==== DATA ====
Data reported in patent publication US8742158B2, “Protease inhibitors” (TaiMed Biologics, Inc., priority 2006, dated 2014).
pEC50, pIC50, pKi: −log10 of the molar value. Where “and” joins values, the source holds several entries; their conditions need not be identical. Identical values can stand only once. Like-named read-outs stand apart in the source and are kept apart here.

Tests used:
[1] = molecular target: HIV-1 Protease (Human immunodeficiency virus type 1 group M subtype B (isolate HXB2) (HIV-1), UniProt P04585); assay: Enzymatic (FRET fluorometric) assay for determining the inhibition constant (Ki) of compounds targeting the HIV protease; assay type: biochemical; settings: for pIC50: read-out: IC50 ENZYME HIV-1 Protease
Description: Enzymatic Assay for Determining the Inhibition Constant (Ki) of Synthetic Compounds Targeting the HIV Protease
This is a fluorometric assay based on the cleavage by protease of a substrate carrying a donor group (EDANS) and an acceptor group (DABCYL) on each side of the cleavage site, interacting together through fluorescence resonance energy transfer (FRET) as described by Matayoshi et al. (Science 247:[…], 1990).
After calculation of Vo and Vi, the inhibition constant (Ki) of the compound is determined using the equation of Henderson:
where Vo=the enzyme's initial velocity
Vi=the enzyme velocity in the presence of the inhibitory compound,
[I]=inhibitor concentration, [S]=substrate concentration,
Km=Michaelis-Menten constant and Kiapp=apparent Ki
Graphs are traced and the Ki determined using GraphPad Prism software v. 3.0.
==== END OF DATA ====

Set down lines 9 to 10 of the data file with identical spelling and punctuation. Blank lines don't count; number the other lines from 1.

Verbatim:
Vi=the enzyme velocity in the presence of the inhibitory compound,
[I]=inhibitor concentration, [S]=substrate concentration,